>         > case, where the VScrollBar is not entirely visible,
>         > because it's parents Bounds don't contain it.
>         >
>         > The attached patch tries to detect all the non-visible
>         regions of a 
>         > control (top, bottom, right, left) and then check if whe are
>         trying to
>         > scroll part of the non visible area,
>         > which then is invalidated.
>         >
>         > Carlos.
>         > _______________________________________________ 
>         > Mono-winforms-list
>         maillist  -  Mono-winforms-list <at> lists.ximian.com
>         > http://lists.ximian.com/mailman/listinfo/mono-winforms-list
>         
> 

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Richard Santaella | 2 Oct 13:55 2007
Picon

Unsuscribe



--
Richard Santaella
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Ernesto | 3 Oct 18:30 2007
Picon

Need help to understand WinForms code

Hi,

I'm working on bug #328019

The problem seems to be that MdiParent is changed during MDI children's 
load event (although it'is set to the same parent again, MdiParent.set 
does it's thing anyway). .NET allows a MdiParent change during the load 
event of a children even to a different parent.

The simplified problem is:

MdiParent.set {
    ...
    if(value != null) {
       ...
        if (IsHandleCreated)
            RecreateHandle ();
    }
}

Now RecreateHandle() will cause a chain reaction of handle destruction 
(and recreation). The question is, why must the handle be recreated (via 
DestroyHandle by the way) when changing parents?

Of course, the test app for this bug will pass if you comment 
RecreateHandle ();

Regards,
Ernesto

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Ernesto | 3 Oct 18:31 2007
Picon

Need help to understand WinForms code

Hi,

I'm working on bug #328019

The problem seems to be that MdiParent is changed during MDI children's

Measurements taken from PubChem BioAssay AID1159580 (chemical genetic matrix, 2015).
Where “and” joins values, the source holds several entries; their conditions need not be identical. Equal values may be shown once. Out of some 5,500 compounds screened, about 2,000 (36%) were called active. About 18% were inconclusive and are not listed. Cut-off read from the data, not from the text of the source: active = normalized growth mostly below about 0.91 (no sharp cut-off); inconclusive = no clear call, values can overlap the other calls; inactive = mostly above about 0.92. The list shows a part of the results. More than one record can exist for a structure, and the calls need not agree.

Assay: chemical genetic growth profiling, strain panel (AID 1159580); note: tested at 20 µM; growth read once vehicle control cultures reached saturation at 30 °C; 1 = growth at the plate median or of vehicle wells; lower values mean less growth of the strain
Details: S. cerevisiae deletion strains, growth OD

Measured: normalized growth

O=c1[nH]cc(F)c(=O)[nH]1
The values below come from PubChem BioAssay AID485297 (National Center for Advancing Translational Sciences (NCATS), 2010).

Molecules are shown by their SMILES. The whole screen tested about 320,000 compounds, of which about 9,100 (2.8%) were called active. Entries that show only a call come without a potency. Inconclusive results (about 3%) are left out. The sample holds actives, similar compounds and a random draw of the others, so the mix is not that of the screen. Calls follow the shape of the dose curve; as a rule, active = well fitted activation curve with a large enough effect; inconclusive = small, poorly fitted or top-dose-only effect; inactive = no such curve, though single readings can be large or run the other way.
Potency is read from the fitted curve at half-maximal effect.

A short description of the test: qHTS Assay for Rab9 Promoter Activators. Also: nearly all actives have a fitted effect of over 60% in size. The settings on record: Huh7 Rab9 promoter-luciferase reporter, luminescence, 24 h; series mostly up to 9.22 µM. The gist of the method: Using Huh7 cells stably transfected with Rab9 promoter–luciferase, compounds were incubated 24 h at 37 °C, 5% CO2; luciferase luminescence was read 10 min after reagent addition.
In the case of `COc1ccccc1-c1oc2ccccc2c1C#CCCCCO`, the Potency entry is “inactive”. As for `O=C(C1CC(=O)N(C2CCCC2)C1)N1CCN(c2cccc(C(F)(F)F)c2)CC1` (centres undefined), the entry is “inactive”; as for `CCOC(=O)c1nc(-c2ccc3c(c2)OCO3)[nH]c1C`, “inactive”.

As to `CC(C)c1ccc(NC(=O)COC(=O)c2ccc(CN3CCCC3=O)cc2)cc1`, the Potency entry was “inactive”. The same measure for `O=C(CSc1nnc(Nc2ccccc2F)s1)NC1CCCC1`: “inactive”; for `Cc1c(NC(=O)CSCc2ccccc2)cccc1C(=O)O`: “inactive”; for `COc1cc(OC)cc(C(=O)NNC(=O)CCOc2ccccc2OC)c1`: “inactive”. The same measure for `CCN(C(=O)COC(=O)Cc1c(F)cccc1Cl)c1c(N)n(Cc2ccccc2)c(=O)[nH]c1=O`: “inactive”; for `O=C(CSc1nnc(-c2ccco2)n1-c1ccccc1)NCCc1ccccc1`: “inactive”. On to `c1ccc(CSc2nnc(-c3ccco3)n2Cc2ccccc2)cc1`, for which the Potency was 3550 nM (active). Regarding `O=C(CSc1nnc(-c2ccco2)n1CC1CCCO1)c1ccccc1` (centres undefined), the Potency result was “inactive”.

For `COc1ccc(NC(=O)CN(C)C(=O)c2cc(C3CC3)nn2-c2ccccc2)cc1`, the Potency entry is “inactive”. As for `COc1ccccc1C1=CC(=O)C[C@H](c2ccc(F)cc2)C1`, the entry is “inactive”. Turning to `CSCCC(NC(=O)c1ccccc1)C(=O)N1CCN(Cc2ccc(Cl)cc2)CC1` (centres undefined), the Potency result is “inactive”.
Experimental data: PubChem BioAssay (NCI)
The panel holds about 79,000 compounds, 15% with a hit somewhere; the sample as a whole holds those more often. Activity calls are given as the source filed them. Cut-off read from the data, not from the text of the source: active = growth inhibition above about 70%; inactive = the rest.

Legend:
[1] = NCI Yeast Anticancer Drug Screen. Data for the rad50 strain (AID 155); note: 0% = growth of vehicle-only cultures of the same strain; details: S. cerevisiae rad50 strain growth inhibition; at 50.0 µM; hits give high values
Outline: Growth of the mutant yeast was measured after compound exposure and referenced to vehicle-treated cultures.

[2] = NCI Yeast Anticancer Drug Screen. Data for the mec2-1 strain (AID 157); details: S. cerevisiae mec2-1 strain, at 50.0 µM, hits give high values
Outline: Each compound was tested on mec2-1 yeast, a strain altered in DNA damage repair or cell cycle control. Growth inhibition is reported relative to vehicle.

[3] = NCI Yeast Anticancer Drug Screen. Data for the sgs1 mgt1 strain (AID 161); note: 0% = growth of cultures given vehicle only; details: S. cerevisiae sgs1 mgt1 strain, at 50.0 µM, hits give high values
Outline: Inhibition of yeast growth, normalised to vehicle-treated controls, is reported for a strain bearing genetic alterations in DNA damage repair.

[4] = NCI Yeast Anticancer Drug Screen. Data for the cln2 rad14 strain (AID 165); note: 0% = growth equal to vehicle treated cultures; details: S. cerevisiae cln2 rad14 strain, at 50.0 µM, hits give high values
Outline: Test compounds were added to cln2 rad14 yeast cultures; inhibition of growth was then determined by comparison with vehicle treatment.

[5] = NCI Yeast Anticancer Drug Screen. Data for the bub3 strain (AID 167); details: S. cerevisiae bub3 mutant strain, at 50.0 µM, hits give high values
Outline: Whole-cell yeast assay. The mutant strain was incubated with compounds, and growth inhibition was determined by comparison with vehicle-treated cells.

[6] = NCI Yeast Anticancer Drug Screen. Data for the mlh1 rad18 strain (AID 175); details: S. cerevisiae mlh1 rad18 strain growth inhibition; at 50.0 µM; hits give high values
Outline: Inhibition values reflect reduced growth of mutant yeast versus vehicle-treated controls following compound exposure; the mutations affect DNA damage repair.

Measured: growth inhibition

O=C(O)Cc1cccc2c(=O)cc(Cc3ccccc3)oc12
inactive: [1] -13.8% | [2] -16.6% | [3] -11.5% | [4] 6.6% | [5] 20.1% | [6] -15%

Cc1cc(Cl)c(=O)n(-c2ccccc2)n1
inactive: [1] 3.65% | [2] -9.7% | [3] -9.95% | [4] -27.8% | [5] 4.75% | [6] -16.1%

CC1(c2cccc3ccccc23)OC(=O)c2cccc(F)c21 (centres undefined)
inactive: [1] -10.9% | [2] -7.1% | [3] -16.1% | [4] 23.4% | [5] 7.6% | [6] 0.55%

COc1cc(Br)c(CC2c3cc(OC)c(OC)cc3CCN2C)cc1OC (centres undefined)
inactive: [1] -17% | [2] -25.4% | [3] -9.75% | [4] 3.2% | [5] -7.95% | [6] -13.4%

load event (although it'is set to the same parent again, MdiParent.set 
does it's thing anyway). .NET allows a MdiParent change during the load 
event of a children even to a different parent.

The simplified problem is:

MdiParent.set {
    ...
    if(value != null) {
       ...
        if (IsHandleCreated)
            RecreateHandle ();
    }
}

Now RecreateHandle() will cause a chain reaction of handle destruction 
(and recreation). The question is, why must the handle be recreated (via 
DestroyHandle by the way) when changing parents?

Of course, the test app for this bug will pass if you comment 
RecreateHandle ();

Regards,
Ernesto

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Ernesto | 3 Oct 18:33 2007
Picon

Need help to understand WinForms code

Hi,

I'm working on bug #328019

The problem seems to be that MdiParent is changed during MDI children's 
load event (although it'is set to the same parent again, MdiParent.set 
does it's thing anyway). .NET allows a MdiParent change during the load 
event of a children even to a different parent.

The simplified problem is:

MdiParent.set {
    ...
    if(value != null) {
       ...
        if (IsHandleCreated)
            RecreateHandle ();
    }
}

Now RecreateHandle() will cause a chain reaction of handle destruction 
(and recreation). The question is, why must the handle be recreated (via 
DestroyHandle by the way) when changing parents?

Of course, the test app for this bug will pass if you comment 
RecreateHandle ();

Regards,
Ernesto

_______________________________________________
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Ernesto | 3 Oct 18:32 2007
Picon

Need help to understand WinForms code

Hi,

I'm working on bug #328019

The problem seems to be that MdiParent is changed during MDI children's 
load event (although it'is set to the same parent again, MdiParent.set 
does it's thing anyway). .NET allows a MdiParent change during the load 
event of a children even to a different parent.

The simplified problem is:

MdiParent.set {
    ...
    if(value != null) {
       ...
        if (IsHandleCreated)
            RecreateHandle ();
    }
}

Now RecreateHandle() will cause a chain reaction of handle destruction 
(and recreation). The question is, why must the handle be recreated (via 
DestroyHandle by the way) when changing parents?

Of course, the test app for this bug will pass if you comment 
RecreateHandle ();

Regards,
Ernesto

_______________________________________________
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Dan Maltes | 4 Oct 03:15 2007

Releasing the Source Code for the .NET Framework Libraries

Any thoughts on how Scott Guthries announcement will influence future Mono Winform releases? 

http://weblogs.asp.net/scottgu/archive/2007/10/03/releasing-the-source-code-for-the-net-framework-libraries.aspx

-Dan Maltes

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Gmane